How The Delta Variant Affects Children
ARI SHAPIRO, HOST:
Although kids are much less likely than adults to get seriously ill from COVID-19, pediatricians are reporting a worrying trend - more children are being hospitalized with the coronavirus than at any point during the pandemic. And as kids go back to school, doctors fear things could get worse, especially since the vaccine is not currently authorized for kids under 12. Dr. Roberta DeBiasi is head of pediatric infectious diseases at Children's National Hospital here in Washington, D.C.
Welcome to ALL THINGS CONSIDERED.
ROBERTA DEBIASI: Thanks, Ari.
SHAPIRO: Tell us about the difference between what you saw among children with COVID-19 early in the pandemic and what you're seeing now with the delta variant.
DEBIASI: Well, we've always seen a rate of hospitalization in children, even at the earlier surges of this disease. But I think what's being appreciated now is that since the delta variant is causing so much more sheer volume of infections and cases, that same percentage is reflected as a larger number of children that are ending up in the hospital. Now, we have had at Children's over 3,000 kids that we've taken care of with COVID since the beginning of this pandemic. And in this last surge, we are now again filling up our hospital isolation unit beds with children who are sick and have to be hospitalized.
SHAPIRO: So it sounds like you're saying children are the same proportion of hospitalizations compared to adults as before, it's just that because the delta variant is so much more contagious and kids under 12 are not vaccinated that you're seeing a greater number of them.
DEBIASI: That is right. And, you know, if we look at the American Academy of Pediatrics and Children's Hospital Association data, which has really been a very good source of information every two weeks since the beginning of this, children are still somewhere between 12- to 15% of all the cases of COVID and still are about 3- to 4% of all the hospitalizations. And we have not seen a huge change in that, even with this delta variant.
But again, if you have a larger number of cases overall and you apply that percentage, you're going to see children hospitalized. And that's really the most important take home for families is that there's nothing particularly more dangerous about the delta variant for children, but it has always remained a danger. And what we're seeing is that the children that are hospitalized are, for the most part - and adults as well are, for the most part, people that are not vaccinated, whether that's because they've chosen not to be vaccinated or if they are just in an age group that has not yet had access.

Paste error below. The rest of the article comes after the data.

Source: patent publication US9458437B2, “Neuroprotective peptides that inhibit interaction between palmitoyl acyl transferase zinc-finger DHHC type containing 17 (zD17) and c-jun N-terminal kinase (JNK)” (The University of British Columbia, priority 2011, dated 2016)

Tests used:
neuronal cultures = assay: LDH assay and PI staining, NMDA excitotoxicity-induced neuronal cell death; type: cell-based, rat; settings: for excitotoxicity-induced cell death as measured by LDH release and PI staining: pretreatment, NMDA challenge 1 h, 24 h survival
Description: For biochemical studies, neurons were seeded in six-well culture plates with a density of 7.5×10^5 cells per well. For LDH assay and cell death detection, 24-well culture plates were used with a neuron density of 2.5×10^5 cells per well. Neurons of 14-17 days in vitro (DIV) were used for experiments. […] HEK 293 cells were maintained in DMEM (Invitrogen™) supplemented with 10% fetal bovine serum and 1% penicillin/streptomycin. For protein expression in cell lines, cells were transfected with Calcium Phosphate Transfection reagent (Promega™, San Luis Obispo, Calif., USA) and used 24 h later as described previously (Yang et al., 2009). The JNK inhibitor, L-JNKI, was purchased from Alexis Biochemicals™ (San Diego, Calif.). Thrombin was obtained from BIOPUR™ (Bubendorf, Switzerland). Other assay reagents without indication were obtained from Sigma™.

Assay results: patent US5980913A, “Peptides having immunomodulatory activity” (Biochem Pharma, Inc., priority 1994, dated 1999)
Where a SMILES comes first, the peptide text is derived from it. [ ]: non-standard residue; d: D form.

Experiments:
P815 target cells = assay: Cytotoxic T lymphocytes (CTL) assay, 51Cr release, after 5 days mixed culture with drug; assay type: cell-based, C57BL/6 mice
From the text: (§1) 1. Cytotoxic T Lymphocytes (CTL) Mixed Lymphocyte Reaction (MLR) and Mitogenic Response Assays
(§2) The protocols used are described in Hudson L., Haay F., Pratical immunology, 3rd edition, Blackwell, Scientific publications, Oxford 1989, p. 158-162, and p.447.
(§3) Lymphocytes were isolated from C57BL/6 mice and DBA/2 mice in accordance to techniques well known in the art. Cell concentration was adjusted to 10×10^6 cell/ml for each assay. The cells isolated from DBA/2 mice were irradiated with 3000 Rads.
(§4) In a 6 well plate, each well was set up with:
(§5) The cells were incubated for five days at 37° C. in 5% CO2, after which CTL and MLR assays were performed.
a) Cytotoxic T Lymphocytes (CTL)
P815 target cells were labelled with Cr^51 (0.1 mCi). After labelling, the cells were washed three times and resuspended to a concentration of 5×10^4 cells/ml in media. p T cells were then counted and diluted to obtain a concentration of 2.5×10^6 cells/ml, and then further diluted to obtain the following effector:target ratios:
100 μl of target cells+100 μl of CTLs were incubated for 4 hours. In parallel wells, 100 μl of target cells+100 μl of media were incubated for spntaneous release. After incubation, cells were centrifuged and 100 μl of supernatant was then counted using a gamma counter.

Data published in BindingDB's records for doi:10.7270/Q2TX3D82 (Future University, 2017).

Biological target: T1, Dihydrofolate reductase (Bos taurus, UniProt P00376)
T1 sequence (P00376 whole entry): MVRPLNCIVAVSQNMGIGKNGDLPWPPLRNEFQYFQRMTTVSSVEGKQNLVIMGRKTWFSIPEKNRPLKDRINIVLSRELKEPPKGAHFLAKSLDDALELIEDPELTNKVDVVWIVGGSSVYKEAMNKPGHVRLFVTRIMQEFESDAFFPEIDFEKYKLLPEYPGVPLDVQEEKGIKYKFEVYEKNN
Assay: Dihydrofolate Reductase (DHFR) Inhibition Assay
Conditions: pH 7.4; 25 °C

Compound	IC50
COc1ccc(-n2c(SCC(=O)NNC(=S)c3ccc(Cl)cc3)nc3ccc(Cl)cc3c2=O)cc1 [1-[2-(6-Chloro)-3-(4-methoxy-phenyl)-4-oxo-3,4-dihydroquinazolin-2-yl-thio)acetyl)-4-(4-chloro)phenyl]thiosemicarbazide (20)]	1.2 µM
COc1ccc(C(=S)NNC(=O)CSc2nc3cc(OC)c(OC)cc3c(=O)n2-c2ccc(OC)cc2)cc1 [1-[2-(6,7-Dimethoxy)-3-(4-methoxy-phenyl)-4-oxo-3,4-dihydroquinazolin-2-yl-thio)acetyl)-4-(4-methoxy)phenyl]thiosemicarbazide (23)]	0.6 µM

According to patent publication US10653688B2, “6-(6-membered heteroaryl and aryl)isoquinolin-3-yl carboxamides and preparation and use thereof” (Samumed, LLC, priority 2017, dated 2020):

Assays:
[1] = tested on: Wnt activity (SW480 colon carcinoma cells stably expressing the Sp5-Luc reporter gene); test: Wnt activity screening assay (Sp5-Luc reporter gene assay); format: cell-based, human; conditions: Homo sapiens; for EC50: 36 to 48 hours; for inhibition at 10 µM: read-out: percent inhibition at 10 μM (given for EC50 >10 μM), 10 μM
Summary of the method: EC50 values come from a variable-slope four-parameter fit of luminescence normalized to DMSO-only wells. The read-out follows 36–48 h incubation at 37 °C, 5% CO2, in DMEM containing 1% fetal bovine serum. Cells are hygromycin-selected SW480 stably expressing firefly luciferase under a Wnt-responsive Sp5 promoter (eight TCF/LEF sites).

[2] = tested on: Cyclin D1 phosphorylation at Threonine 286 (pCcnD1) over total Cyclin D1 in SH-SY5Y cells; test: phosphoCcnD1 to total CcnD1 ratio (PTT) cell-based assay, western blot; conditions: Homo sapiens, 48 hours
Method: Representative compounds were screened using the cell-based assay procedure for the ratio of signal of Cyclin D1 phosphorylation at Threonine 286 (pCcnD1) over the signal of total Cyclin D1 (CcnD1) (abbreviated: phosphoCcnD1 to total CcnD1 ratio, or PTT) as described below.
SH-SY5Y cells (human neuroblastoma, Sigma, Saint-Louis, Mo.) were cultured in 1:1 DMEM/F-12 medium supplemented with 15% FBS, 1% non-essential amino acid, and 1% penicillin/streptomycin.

SHAPIRO: And when you look at things like long-term consequences from COVID-19 or some of the more severe but rare impacts - like, I understand you've been studying multisystem inflammatory syndrome of children or MIS-C, which is rare but serious - are you seeing the same pattern where the raw numbers might be higher but the percentages are more or less what they were, or does it seem like the delta variant might be more likely to cause significant impacts even for kids?
DEBIASI: These are all great questions. For - regarding MIS-C, we've had 165 cases at Children's. It always follows four to six weeks after a surge in COVID cases, and we're not yet at that point for delta, so we have not yet had a delta-associated MIS-C surge. We're certainly, you know, keeping very close track of that. And if it's going to happen, we expect it in the next two to four weeks because we're just seeing our surge in the delta cases, as I just mentioned.
DEBIASI: Your question about long-term effects, this is really so important in adults but really even more of an unknown in children. And we've just embarked on a six-year study that we'll be following as many as 2,000 children with COVID or MIS-C over three years each. And we'll be looking very - in a very detailed and systematic way at their heart function, their lung function, their mental health, their quality of life and then also establishing a biorepository of specimens and working with scientists to look at both antibody responses and also genetic susceptibility for these long-term effects.
SHAPIRO: OK, so a lot of questions we still don't have answers to. As students are returning to the classroom for the new school year, what kinds of precautions do you want to see schools put in place, especially for younger unvaccinated kids?
DEBIASI: Well, it makes a lot of sense to use the things that we know decreased transmission in prior waves. They're even more important now because delta is so contagious. So anything that can be done to increase masking, distancing, aeration, hand hygiene - all of those things still apply. Delta is very contagious, even in those that have received vaccine. That's a very important point for people to know. The vaccine is incredibly effective at preventing severe disease, hospitalization and death, but it is not effective in preventing actual breakthrough infection or ability to infect others, so we need to use all those measures.
SHAPIRO: Which means even vaccinated parents might want to be cautious around their unvaccinated kids, it sounds like.
SHAPIRO: All right, that's Dr. Roberta DeBiasi. She is head of pediatric infectious diseases at Children's National Hospital here in Washington, D.C.
Thanks, as always, for your time.
DEBIASI: Thank you so much. Transcript provided by NPR, Copyright NPR.